A commercial glass reinforced plastic (GRP) glove box has been equipped with 1 square foot tiles of alternative flooring materials. These comprise highly polished GRP, poly-ether-ether-ketone (PEEK), electropolished stainless steel, cold-rolled stainless steel foil, bright nickel electroplate on stainless steel and hard chrome electroplate on stainless steel. The natural GRP finish was used as a reference surface. Standard PuO 2 handling and floor abrasion operations have been carried out on a regular basis. Subsequently, the floor tiles have been decontaminated by swabbing with Arklone soaked tissues and a mass balance has determined the fraction of PuO 2 unaccounted to be about 1%. Hard, smooth surfaces are promising to give the best performance in minimizing activity retention under these abrasive conditions to ∼ 100 μg cm -2 . Glove box aerosol concentrations have also been monitored as a function of time after the completion of handling operations by air sampling and by gravity settling. After an initial rapid decrease over ∼ 2 hours, a steady state is reached corresponding to ∼ 1 ng/l of PuO 2 . (author)

  4. Effect of surface modification of fly ash on the mechanical, thermal, electrical and morphological properties of polyetheretherketone composites

    International Nuclear Information System (INIS)

    Parvaiz, M. Rahail; Mohanty, Smita; Nayak, Sanjay K.; Mahanwar, P.A.

    2011-01-01

    Research highlights: → Preparation of high performance poly (ether ether ketone) (PEEK)/fly ash (FA) composites. → Characterization studies like DMTA, MDSC, FTIR and SEM have been carried out. → Addition of modified FA, decrease T c by 58 deg. C, due to the hindrance in PEEK molecular mobility during the cooling crystallization process. → Modified fly ash filled PEEK composites exhibit higher tensile strength and modulus than the unmodified ones. - Abstract: Poly (ether ether ketone) (PEEK)/fly ash (FA) composites were prepared using melt blending technique. To improve the interfacial interaction of fly ash with the PEEK matrix, fly ash was chemically modified with calcium hydroxide, at different concentration. Various characterization studies like dynamic mechanical thermal analysis (DMTA), modulated differential scanning calorimetry (MDSC) and scanning electron microscopy (SEM) have been carried out to evaluate the storage modulus, tan δ, crystallinity, and morphology in the composites. SEM micrographs showed more uniform dispersion and interaction in the modified composites than unmodified counterpart. Surface modified fly ash improved the interfacial adhesion between fly ash and PEEK which is confirmed also through improved mechanical strength. The dynamic modulus of PEEK composites exhibited over 133% increment at 100-250 deg. C, indicating improvement of elevated temperature mechanical properties. The modified fly ash reinforcements also showed improvement in glass-transition and crystallization temperature.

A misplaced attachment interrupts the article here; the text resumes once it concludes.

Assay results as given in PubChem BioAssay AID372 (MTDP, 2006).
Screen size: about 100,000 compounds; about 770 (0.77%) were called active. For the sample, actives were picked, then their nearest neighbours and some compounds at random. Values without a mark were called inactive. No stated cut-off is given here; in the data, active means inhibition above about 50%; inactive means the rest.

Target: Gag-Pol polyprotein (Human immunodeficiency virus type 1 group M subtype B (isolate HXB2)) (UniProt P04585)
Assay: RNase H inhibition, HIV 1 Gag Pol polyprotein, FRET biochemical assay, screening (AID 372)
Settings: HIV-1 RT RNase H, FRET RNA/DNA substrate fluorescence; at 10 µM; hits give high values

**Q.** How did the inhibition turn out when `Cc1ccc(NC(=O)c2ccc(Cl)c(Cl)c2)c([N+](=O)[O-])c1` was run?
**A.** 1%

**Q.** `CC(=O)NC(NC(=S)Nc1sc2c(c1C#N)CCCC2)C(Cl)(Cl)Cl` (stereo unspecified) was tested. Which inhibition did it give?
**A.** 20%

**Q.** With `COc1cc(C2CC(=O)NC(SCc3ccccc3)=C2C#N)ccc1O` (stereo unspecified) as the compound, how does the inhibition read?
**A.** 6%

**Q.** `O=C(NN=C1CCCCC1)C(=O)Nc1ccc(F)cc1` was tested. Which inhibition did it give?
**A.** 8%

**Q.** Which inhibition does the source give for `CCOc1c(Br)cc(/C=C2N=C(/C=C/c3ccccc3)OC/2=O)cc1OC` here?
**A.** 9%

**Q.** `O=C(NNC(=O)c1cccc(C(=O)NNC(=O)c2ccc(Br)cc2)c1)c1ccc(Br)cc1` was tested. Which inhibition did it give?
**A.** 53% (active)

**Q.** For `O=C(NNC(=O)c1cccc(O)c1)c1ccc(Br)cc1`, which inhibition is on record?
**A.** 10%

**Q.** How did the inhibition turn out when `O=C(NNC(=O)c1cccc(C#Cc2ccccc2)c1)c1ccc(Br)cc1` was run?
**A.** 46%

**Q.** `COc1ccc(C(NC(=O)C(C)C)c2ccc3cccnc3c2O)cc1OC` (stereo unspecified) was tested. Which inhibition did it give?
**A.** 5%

5. Protein Compatible Polymer Brushes on Polymeric Substrates Prepared by Surface-Initiated Transfer Radica Polymerization

    DEFF Research Database (Denmark)

    Fristrup, Charlotte Juel; Eskimergen, Rüya; Burkrinsky, J.T.

    2008-01-01

    have been made with model systems of poly(ether ether ketone) (PEEK) films as they can easily be functionalized [1]. Moreover, the inert material polypropylene has successfully beel! activated using a photochemical method [2]. Different polymers including PEG-like matenals have been investigated...... as coating materials. ATR FTIR, water contact angle measurements, Thermal Gravimetric Analysis (TGA), and X-ray Photoelectron Spectroscopy (XPS) confirmed that hydrophilic polymers have been grafted from the surface. The surface topography which was evaluated by Atomic Force Microscopy (AFM) did not change...

  6. Rapid prototyping of polymeric microstructures with a UV laser

    DEFF Research Database (Denmark)

    Jensen, Martin F.; McCormack, John E.; Helbo, Bjarne

    2003-01-01